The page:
WIDE FOOT JARRETT: Oh la la! Another standard width plated shoe for ol’ Jarrett to try?! Don’t mind if I do! Before I get started, I wanted to point out that the Deviate NITRO is pitched as a “max cushion shoe with improved efficiency for long runs,” so keep that in mind as the review goes forward.

puma deviate nitro street
Street heat (socks courtesy of Swiftwick)

The Good

THOMAS: The upper will immediately remind you of the Nike Turbo 2 upper. I mean, it looks like a clone of the thing, and we weren’t the only ones who noticed. We’re not complaining, as the Turbo 2 was one of our favorite trainers in recent memory. The engineered mesh is breathable and looks modern. The tongue is sleek and minimally padded. Best of all it is gusseted, so it stays in place and helps to improve the fit. While the upper fits true to size, there was enough room in the shoe to pass it onto Jarrett with his wide foot for testing. A non-gray shoe always gets Jarrett giddy.

The nitrogen-infused midsole is soft and feels lively throughout the gait cycle. Between the bouncy foam and the plate, the shoe really pops. The toe of the shoe has ample sticky rubber for a strong toe-off.

WIDE FOOT JARRETT: The engineered mesh upper is thin and very breathable. It has a minimal amount of overlays and lets the foot do its thing. For my wide feet, it has just enough room to allow me to run comfortably. It’s a little tight in the forefoot, but the lack of overlays keeps away any pressure points. I have to mention the gusseted tongue which probably has Thomas all hot and bothered. He’s so predictable…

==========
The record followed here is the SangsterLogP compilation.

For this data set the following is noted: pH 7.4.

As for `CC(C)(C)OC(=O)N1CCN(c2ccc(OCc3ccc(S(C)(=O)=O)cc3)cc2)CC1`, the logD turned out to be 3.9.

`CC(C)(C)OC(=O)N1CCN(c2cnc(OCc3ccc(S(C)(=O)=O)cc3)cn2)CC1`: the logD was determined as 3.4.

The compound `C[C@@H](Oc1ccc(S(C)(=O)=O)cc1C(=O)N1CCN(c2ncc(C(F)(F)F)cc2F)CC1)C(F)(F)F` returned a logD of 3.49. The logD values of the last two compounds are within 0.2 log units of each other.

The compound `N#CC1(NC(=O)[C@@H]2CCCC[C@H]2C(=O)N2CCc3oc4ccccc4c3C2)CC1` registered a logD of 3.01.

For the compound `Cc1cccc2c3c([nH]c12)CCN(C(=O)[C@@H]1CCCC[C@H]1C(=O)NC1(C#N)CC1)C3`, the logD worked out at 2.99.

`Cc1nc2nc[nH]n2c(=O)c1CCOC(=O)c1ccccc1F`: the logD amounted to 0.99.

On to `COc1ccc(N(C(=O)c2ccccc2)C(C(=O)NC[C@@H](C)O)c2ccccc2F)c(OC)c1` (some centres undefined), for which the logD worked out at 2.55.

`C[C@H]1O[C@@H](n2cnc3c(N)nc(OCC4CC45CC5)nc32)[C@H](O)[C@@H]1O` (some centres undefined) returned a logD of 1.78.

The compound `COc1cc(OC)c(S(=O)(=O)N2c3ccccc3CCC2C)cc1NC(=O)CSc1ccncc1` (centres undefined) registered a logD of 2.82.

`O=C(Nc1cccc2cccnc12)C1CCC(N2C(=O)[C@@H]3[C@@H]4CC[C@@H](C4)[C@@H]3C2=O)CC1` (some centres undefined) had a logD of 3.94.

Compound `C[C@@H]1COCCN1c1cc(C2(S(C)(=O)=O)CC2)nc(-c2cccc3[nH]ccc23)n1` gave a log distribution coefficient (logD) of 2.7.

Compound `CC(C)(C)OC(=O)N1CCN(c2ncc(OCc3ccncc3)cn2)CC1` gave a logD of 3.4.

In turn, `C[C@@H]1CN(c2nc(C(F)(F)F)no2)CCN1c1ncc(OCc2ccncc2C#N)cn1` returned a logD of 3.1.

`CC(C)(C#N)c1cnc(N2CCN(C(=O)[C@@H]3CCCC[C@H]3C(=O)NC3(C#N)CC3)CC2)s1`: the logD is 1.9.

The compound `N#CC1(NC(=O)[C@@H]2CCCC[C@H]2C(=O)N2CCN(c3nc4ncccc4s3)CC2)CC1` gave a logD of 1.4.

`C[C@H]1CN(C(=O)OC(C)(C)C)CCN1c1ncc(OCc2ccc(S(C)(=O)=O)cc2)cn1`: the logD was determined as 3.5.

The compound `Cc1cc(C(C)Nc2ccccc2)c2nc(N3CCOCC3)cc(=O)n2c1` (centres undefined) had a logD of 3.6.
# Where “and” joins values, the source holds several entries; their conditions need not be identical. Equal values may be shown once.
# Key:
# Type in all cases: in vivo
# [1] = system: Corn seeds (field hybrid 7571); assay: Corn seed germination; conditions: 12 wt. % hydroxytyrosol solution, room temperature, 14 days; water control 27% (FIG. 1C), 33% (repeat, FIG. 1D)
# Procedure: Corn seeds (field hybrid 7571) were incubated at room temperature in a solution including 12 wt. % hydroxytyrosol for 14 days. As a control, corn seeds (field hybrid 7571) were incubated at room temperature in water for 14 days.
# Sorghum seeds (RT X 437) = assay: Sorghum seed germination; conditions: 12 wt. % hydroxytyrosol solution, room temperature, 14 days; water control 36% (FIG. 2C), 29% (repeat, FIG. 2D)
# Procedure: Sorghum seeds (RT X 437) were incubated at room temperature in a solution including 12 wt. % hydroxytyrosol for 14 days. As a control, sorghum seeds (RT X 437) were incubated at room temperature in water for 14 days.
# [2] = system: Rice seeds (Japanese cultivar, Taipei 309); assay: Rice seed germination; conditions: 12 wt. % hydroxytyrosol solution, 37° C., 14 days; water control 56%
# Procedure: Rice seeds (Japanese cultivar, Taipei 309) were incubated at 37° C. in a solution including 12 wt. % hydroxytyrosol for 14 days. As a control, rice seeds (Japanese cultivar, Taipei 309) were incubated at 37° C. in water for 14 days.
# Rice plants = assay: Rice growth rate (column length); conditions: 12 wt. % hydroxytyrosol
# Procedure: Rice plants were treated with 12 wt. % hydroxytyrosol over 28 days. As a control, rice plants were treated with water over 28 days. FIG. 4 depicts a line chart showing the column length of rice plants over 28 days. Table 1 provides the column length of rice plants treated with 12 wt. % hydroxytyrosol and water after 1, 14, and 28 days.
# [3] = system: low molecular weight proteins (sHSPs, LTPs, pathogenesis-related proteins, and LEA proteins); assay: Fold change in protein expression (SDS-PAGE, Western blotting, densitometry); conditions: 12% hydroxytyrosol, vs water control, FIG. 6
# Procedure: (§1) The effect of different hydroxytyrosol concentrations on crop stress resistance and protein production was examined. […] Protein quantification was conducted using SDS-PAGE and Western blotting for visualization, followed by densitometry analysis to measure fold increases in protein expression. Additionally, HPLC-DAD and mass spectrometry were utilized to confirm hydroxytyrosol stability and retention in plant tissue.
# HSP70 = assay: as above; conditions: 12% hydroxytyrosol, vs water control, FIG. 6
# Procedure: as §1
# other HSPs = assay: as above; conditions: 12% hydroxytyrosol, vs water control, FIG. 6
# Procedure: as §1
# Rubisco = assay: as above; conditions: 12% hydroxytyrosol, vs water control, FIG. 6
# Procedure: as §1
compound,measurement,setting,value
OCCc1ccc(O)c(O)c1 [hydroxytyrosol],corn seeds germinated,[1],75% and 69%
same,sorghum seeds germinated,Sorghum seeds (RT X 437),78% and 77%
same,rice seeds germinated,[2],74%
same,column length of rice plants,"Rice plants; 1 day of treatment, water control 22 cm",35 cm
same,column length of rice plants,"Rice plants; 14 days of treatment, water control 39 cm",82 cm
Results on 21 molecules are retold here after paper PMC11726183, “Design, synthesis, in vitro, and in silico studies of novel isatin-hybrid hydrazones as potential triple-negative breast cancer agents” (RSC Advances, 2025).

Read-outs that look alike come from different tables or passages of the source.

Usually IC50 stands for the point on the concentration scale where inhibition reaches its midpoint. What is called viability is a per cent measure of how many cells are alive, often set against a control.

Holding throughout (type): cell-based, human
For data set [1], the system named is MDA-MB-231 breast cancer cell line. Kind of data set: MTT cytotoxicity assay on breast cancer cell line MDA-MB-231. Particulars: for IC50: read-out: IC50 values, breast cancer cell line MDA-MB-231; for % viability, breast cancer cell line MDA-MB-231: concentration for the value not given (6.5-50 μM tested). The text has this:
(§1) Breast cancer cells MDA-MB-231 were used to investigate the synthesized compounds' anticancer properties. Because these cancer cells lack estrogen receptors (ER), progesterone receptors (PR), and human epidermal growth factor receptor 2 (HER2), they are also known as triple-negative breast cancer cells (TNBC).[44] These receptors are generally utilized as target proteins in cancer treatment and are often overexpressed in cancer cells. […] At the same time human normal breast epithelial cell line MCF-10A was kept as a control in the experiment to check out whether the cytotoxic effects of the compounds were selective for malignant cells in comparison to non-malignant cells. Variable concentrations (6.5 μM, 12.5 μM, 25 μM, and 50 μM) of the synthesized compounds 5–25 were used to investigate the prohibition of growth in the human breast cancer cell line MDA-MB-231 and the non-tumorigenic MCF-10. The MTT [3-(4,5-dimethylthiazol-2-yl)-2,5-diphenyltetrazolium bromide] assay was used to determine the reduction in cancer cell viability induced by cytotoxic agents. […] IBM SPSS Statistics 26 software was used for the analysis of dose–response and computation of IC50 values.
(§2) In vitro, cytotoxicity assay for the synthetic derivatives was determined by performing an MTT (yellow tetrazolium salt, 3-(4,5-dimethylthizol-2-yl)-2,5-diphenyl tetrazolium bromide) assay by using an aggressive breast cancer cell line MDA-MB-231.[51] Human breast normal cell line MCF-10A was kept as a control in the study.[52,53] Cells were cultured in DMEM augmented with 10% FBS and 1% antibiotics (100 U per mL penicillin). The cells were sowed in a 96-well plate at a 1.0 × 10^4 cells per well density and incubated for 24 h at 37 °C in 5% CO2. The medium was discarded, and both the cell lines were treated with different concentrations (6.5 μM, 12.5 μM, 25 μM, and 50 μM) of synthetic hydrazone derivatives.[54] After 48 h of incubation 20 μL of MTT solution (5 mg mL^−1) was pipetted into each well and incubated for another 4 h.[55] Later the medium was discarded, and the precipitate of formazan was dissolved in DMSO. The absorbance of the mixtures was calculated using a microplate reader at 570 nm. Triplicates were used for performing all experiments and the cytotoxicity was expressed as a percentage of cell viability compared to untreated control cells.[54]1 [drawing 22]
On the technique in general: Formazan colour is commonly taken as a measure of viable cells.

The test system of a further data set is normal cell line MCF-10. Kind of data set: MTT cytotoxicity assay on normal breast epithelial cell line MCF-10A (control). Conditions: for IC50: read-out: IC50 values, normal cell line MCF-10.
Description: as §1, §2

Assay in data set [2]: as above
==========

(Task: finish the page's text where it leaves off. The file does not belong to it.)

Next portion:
The midsole is made up of Puma’s new NITRO foam. It’s a supercritical nitrogen-infused (think Skechers Hyper Burst or Brooks DNA FLASH) material that provides a light and bouncy ride. Sandwiched between two layers of NITRO foam is a carbon-infused plate Puma has named INNOPLATE. It didn’t feel super rigid or harsh on my legs.

I really like the midsole in the Deviate NITRO. It’s soft on the feet, but not unstable. Running was made easy. My toe-off was snappy from the plate, and my landing was soft courtesy of the NITRO foam. Puma needs to come out with some daily trainers with this midsole material. It would be a bigger hit than Willow Smith’s “Whip My Hair” (did you know this song made it to #11 on the US Billboard Hot 100?!).